So many graduates are strapped with student load debt. It is the second highest debt a person can have, second to only a mortgage or cost of living such as lease or rental payments.

According to a recent study, the average graduate in 2013 has $28,400 he or she needs to pay off. If your looking or needing some good news, that's $1,000 less than the class of 2012 owes. Still, it's a very sad commentary on how this country is not only making money on the back of students college education,  but it also is an example of how education is disgustingly too expensive. Do a Google search of the salaries of top university presidents. It's absurd!

Wallethub has come up with the states that are the  best and worst for working on student debt. They did that by combining things like amounts of average loan, median incomes, home ownership rates for adults ages 25-34, and unemployment rates. Of course a states economy played a big factor is this equation.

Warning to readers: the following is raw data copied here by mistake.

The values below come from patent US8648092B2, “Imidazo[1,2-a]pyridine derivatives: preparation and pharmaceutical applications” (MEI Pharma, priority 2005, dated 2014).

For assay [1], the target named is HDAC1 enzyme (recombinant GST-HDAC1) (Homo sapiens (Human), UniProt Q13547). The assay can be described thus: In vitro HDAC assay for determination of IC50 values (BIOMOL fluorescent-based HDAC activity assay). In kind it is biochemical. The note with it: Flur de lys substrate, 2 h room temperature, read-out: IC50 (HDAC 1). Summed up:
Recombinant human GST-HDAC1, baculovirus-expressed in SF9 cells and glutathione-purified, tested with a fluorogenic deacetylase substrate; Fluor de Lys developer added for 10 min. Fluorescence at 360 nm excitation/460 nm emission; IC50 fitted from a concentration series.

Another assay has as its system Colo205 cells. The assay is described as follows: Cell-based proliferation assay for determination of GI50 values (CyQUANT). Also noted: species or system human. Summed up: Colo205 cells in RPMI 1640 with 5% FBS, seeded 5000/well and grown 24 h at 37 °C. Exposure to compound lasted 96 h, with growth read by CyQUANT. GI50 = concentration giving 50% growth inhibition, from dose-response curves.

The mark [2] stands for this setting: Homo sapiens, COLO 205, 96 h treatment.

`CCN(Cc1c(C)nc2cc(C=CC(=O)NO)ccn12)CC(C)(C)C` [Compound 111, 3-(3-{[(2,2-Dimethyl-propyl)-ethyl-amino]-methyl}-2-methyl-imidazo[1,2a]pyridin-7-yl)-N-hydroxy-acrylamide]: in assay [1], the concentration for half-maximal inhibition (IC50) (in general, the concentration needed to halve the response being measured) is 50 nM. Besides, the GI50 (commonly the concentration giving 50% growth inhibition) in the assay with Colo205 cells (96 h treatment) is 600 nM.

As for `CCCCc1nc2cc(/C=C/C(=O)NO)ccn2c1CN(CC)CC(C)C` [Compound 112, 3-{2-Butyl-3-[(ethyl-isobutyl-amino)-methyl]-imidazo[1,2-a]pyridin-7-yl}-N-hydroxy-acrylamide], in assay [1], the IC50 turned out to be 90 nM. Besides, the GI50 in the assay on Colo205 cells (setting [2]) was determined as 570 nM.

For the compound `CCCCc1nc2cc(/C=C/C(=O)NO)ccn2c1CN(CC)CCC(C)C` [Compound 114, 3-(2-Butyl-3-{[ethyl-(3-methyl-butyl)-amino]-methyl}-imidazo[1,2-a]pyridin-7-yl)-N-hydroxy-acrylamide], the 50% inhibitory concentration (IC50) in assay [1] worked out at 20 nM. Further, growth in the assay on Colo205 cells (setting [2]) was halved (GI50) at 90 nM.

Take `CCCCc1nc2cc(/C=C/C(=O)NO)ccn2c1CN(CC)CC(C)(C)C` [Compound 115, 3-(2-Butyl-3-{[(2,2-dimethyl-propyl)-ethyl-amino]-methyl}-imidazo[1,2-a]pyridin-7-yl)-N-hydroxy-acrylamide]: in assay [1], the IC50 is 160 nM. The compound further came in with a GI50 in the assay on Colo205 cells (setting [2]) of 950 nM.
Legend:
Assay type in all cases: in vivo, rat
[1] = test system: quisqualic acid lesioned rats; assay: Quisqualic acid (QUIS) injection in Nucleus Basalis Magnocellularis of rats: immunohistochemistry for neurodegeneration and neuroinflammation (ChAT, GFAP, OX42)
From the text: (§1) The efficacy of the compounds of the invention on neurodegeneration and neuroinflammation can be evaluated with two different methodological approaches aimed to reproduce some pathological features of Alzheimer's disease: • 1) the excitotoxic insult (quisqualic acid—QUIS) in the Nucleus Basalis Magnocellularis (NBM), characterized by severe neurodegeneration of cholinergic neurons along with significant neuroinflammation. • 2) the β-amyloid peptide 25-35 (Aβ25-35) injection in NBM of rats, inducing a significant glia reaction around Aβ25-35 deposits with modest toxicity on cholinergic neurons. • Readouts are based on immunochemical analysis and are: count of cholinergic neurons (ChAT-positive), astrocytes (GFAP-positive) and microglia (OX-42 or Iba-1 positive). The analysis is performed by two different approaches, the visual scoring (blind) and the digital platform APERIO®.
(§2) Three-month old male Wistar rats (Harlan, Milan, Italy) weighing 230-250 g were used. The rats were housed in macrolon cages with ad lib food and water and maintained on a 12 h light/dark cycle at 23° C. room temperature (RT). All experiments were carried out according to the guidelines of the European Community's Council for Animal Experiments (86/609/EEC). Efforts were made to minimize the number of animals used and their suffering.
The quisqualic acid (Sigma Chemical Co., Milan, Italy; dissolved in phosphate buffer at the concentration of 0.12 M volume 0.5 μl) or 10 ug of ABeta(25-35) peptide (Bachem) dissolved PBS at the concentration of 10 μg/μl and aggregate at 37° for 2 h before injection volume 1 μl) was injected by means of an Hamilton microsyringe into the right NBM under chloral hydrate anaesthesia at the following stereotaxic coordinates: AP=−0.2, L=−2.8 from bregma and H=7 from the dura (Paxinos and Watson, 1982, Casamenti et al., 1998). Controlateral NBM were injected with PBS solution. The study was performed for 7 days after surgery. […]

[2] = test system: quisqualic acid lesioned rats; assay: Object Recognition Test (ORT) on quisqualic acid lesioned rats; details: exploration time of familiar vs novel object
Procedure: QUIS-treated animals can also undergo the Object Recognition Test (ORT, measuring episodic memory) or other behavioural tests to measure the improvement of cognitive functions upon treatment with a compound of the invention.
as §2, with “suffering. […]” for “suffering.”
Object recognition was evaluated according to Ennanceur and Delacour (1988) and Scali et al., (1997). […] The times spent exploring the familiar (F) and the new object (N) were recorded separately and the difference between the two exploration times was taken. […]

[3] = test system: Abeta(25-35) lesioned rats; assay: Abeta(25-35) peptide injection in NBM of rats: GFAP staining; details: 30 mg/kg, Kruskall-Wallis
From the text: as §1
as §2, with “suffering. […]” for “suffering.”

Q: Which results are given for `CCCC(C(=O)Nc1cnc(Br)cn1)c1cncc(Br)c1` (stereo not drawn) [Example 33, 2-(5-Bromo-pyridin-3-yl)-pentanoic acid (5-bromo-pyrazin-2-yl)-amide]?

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This should come as no surprise that North Dakota comes in the top of this list. Low unemployment rates and a strong economy places NoDak at #3. According to Wallethub-

North Dakota  has pushed up median incomes to over $55,000--$3,000 more than the national average--and pushed down unemployment to 2.8 percent, the lowest in the nation. The most recent figues for average student debt owed by recent grads in that state showed it to be around $27,000, below the national average.

Coming in at #2 is Wyoming and #1 is Utah.

Here is an interesting side note from Wallethub- the state with the highest percentage of students with debt is South Dakota, while Nevada has the lowest percentage. Mississippi has the highest percentage of grads with debt that's late or in default, while Vermont has the lowest.